The prognosis for this type of tumors is garded to poor. Because of poor condition of the patient and the prognosis owners decided to euthanased the rabbit.

FELINE PLASMA CELL PODODERMATITIS

okan 2

Dr Okan Kahraman

Case Presentation

 

Vet.Okan KAHRAMAN Greenpet Veterinary Clinic     İstanbul/Turkey

 

 

 

Signalament and History

. 3month unvaccinated female cat

. The cat licking the affected foot pads also smelling bad at foot pads sometimes lamess were observed

 

 

Pysical Examination

.All foot pads were affected

.Swollen,soft,ulcerated/erosions (also contaminated with bacteria )

.and some of them were paintful while pysical examination espacially whish one has ulcerated

.vital signs were completly well

okan 1

Picture 1

.photos (include each foot pads) ( Picure 1)

 

Laboratory results

. Just Leucocystosis other parameters were okay. FIV And FelV test was (-)

Differential Diagnosis.Plasma Cell Pododermatitis.FIV ,FelV.Autoimmune Dermatoses (pemhigus complex,lupus eryt.).Neoplasia

 

Diagnosis and Treatment.

Feline plasma cell pododermatitis .

prednisolon 1mg/kg X 2 PO (3 day ) after 3.

Day 4mg/kg Metilprednisolon asetat

S.c.cefovesin (convenia ) 8mg/kg S.C.

clindamycin 15mg/kg X 2 PO (5 day ) .

 

okan 3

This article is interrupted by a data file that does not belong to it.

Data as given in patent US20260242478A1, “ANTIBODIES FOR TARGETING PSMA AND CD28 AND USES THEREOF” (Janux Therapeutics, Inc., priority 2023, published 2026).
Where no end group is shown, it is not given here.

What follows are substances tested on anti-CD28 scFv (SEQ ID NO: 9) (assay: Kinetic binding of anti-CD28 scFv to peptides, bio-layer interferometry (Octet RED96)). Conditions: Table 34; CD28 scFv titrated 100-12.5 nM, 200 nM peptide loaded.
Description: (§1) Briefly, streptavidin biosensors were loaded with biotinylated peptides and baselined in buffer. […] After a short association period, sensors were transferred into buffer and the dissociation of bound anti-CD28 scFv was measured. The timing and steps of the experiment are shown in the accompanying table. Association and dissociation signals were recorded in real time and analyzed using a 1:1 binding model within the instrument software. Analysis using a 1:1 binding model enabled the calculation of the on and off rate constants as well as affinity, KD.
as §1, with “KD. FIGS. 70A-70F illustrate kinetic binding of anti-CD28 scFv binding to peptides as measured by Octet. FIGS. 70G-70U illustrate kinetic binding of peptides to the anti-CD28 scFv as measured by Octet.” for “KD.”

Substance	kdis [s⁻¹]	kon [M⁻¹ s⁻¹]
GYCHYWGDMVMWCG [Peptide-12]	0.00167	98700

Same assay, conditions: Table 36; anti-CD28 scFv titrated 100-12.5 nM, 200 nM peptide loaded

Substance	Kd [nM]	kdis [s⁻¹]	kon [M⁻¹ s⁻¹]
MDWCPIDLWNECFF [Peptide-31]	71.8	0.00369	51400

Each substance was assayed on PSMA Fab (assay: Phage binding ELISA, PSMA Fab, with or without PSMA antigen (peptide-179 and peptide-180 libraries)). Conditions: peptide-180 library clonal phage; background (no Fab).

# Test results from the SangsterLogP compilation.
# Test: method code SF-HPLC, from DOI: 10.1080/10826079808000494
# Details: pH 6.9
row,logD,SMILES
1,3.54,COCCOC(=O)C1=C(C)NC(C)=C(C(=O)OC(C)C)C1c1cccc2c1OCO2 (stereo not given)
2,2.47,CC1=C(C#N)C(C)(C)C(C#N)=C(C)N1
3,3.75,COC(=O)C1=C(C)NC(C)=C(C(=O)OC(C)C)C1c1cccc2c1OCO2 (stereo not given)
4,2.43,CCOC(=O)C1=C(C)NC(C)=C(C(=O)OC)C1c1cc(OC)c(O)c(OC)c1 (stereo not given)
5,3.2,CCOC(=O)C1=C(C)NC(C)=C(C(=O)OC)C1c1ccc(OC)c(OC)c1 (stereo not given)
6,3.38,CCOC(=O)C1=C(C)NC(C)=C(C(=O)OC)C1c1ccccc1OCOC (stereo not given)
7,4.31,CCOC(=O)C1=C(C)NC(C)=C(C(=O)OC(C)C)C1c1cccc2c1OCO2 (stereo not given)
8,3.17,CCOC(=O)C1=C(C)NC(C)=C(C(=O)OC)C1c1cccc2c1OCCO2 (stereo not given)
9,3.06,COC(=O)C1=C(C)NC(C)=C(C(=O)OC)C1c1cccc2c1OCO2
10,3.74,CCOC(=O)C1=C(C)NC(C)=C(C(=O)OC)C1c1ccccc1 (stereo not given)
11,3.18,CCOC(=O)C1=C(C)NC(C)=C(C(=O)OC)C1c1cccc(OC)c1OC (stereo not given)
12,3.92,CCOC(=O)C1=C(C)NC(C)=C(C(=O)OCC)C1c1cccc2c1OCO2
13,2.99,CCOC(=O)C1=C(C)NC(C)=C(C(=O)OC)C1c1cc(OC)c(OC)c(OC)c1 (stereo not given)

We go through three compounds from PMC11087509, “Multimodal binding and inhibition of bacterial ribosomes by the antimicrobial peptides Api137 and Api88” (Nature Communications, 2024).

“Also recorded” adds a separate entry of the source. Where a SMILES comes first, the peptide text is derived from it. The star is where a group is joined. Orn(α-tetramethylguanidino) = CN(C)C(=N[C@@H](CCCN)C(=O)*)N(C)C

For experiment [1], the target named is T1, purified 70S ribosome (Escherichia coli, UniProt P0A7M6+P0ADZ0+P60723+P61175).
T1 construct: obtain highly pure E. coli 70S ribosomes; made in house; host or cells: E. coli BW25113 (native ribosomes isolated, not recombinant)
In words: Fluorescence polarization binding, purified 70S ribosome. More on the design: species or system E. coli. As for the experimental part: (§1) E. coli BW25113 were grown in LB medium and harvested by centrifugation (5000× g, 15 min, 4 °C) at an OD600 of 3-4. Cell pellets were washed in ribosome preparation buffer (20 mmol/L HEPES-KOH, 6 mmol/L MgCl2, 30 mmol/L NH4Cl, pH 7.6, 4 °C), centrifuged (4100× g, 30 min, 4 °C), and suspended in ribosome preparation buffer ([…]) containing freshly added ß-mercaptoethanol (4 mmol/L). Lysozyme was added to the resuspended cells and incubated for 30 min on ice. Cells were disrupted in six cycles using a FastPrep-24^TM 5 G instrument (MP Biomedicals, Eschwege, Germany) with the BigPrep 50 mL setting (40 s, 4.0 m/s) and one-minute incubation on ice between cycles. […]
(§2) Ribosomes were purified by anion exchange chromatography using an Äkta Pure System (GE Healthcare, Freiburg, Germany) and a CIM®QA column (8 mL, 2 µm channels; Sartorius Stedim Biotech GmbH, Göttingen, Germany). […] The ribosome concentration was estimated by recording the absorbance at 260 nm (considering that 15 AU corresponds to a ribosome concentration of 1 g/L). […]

Picture 2

After 10 days later Photos( Picture 2)

Scabies incognito in dog

stef artStroe Marina- Ștefania

6-th year student at FMVB, Faculty of Veterinary Medicine of Bucharest

Rottweiler dog, 1 year old, male, intact develop intense pruritus, mild erythema, crusts and less-hairy skin on the phalanges, hocks; no other cutaneous lesion than this diffuse erythema.

  • Other differentials (demodicosis, dermatophytosis, contact dermatitis, Malassezia dermatitis, hipersensitivity).
  • Pinnal-pedal reflex: rubbing of the ear margin and may obtain a scratch reflex.
  • The pinnal-pedal reflex in this case was positive
  • Microscopy

Superficial skin scraping: negative but false-negative results are commnon because mites are extremely difficult to find.

derm3

Macroconidia Alternaria alternata

derm2

Eggs/ova mites

Deep skin scraping: negative (for Demodex).

derm4

Malassezia spp.

Scotch test: detection of eggs/ova mites Sarcoptidae like, derm5 derm6Malassezia 8/OIF, bacterial cocci, macroconidia Alternaria alternata.

Serology (ELISA): detection of IgG antibodies against Sarcoptes. This is highly specific and sensitive test but false-negative results can occur. In this case the test was negative.

 

Diagnosis: “Scabies incognito”

 

Treatment and prognosis

  • Topical treatment applied to the entire body two times per week, 4-6 weeks. Bathing with a shampoo that contain chlorhexidine and antifungal (ketoconazole) – KetoHexidine shampoo 1%ketoconazole, 2%chlorhexidine.
  • Omega 3 and Omega 6 fatty acid supplements, which reduce inflammation and itching – Megaderm >10 kg, 1 dose/day, 1-2 months.
    • Systemic treatment with Ivermectin: 300-400 mcg/kg po or sc, once weekly for weeks. I use this scheme for 5 administration.
    • Recheck: progress, hair regrowth, decrease of the lesions.
    • The prognosis is good. S. scabiei is a highly contagious to other animals and to humans.

 

 

CANIN HYPERCORTISOLISM (CUSHING SYNDROM)

daniDr Daniela Bajenaru

Tazyvet veterinary clinic

Bucharest, Romania